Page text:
Photographer Kevin Fleming gets up close and personal with the First State’s flora and fauna for his new book.
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In just one year, Kevin Fleming shot tens of thousands of beautiful snow geese, two endangered piping plovers and one precious ruby-throated hummingbird.
Don’t fret. He was using a Nikon.
Fleming captured thousands of spectacular images of these birds and scores of other flora and fauna for his most recent book, “Wild Delaware.” The 240-page publication, scheduled to hit bookstores November 1, includes essays from locals who are well versed in the First State’s natural world.
“I’ve admired Kevin’s photography for years,” says Jim White, who works for the Delaware Nature Society and contributed a piece on reptiles and amphibians. “He has always taken the angle I had never seen before.”
Fleming’s photos, many posted on a website that serves as a daily diary of his adventures, capture minute details such as dewdrops on a dragonfly’s wings or scraps of raw fish meat on a young osprey’s sharp beak. The photos reflect the great colors found in nature, such as the traffic-cone orange of an oystercatcher’s bill or the rich red and orange hues of a sunset at Bombay Hook National Wildlife Refuge.
Fleming, a Delaware native who has published numerous books about the First State and traveled the world as a photographer for National Geographic, has shot plenty of wildlife in his time. Just not like this.
The key, he says, was putting himself in the right place at the right time and finding the perfect light.
“I had to learn about wildlife and wildlife behavior,” says Fleming, who shot 300 images on good days. “I got good at finding stuff and predicting where they’d be. It was a combination of random and predicting and hoping.”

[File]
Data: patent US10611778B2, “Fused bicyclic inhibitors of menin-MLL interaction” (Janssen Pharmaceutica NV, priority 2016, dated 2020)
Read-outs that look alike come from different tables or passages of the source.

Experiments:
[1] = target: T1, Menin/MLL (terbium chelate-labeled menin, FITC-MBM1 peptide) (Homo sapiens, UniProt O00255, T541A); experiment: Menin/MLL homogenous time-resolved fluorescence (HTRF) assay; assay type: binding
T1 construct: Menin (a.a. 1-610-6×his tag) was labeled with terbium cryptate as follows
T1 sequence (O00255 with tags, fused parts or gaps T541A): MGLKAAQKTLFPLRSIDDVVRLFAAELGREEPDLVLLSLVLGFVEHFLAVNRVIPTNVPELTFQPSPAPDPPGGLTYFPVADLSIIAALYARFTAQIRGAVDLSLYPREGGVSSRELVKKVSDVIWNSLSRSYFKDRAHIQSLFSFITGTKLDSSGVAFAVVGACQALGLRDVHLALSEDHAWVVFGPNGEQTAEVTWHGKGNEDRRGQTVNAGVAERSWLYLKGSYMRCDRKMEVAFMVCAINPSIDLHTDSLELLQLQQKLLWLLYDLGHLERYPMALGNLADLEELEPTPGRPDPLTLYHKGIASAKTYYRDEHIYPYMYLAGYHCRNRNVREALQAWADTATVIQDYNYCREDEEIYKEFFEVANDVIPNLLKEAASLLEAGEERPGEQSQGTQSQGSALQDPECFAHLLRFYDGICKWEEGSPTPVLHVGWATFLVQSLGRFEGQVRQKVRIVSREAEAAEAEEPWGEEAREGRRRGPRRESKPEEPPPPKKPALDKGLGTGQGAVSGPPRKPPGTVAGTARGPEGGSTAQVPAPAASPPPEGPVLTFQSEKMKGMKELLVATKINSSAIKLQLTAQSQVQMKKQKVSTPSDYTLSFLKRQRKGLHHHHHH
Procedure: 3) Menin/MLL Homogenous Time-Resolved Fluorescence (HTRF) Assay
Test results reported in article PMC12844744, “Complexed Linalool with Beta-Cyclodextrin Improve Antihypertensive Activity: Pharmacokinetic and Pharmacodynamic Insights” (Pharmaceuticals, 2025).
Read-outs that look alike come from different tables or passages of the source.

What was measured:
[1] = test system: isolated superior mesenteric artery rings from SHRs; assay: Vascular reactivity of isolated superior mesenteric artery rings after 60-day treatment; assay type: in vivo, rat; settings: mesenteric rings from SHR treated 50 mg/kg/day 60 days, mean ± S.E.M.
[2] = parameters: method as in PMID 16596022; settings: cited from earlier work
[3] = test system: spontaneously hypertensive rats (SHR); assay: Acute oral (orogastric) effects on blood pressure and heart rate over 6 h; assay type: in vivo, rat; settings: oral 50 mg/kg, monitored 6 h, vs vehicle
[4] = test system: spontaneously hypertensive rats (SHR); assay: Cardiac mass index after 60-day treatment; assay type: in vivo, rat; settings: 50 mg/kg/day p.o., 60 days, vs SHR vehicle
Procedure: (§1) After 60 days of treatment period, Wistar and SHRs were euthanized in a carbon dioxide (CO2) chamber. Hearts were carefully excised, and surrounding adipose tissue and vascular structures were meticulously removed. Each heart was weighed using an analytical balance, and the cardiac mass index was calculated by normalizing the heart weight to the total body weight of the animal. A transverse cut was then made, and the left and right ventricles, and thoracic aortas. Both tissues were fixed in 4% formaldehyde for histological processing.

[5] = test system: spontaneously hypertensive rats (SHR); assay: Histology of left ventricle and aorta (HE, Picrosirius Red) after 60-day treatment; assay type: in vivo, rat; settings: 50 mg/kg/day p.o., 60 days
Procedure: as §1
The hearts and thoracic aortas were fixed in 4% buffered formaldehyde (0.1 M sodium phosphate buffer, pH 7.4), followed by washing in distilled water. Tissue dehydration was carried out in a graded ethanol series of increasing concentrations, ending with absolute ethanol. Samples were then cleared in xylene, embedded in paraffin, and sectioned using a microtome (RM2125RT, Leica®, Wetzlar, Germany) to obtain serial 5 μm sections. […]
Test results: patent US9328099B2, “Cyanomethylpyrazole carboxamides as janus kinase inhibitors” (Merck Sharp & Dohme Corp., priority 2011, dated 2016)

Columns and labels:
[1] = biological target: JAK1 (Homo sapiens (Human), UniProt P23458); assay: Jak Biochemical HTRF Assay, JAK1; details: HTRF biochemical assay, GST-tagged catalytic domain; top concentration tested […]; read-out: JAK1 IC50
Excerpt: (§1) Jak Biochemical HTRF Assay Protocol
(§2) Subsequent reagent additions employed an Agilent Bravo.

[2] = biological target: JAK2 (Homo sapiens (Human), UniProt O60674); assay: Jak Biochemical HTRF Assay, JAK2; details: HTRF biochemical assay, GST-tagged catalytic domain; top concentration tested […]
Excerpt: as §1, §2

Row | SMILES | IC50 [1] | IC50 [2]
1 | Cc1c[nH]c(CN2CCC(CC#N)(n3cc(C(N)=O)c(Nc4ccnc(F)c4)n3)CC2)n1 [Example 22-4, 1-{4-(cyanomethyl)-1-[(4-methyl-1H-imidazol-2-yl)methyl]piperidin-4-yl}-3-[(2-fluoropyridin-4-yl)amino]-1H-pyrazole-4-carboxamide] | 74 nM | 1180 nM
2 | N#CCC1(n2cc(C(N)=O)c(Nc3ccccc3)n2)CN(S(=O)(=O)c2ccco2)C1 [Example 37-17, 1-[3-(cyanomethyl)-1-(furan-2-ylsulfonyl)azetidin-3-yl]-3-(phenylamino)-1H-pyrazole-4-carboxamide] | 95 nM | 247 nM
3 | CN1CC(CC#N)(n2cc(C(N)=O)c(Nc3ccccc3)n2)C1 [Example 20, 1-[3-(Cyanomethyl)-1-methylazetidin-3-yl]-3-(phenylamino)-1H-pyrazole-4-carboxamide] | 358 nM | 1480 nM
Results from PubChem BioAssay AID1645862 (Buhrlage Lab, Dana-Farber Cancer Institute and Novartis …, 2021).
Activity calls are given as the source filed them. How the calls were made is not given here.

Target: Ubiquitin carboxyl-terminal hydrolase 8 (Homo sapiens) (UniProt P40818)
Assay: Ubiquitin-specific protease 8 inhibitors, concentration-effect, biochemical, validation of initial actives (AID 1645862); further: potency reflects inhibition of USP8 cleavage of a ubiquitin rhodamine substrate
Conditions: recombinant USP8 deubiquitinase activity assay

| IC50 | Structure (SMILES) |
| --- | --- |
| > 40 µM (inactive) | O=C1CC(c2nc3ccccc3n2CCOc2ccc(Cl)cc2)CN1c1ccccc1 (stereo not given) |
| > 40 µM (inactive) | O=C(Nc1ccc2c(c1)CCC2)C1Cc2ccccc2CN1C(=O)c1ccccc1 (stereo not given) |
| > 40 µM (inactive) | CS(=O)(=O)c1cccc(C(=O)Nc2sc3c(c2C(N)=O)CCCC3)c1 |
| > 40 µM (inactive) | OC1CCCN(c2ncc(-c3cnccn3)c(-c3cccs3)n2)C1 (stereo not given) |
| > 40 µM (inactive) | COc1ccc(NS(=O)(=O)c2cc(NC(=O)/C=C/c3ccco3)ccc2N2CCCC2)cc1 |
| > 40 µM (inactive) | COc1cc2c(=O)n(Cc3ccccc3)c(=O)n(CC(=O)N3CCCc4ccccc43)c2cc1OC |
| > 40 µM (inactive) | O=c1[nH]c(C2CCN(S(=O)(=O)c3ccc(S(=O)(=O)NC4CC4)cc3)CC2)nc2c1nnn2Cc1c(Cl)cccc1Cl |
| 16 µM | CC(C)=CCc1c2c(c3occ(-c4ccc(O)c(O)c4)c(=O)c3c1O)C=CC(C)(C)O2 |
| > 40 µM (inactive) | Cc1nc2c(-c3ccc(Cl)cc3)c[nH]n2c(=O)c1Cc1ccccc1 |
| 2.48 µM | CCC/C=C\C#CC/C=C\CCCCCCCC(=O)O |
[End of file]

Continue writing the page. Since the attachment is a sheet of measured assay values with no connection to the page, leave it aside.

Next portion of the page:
Memorable shots include two piping plovers in a tug of war over a worm and an up-close visit with a venomous copperhead snake. Fleming even hopped on the Cape May-Lewes Ferry to capture an intimate shot of an elusive northern gannet.
One of the few that got away: an albino whitetail deer. Fleming was foiled twice by a passing walker and once by perhaps being too good.
“I could set my watch by where he was going to be,” Fleming says. “I went inside the woods where he had gone. It was perfect. The dewdrops were in the trees, the sun was rising and there he was. He was too close. I had too big a lens on. That’s my white whale.”
Fleming says the driving force behind this project is that he’s seen acre upon acre of wonderful land turned into subdivisions. He’d like to help save what’s left.
“I have the lofty goal of getting people to see what’s here and that it’s worth protecting,” Fleming says. “I don’t know if I can stop anything, but I can do something to make people aware.” —Drew Ostroski
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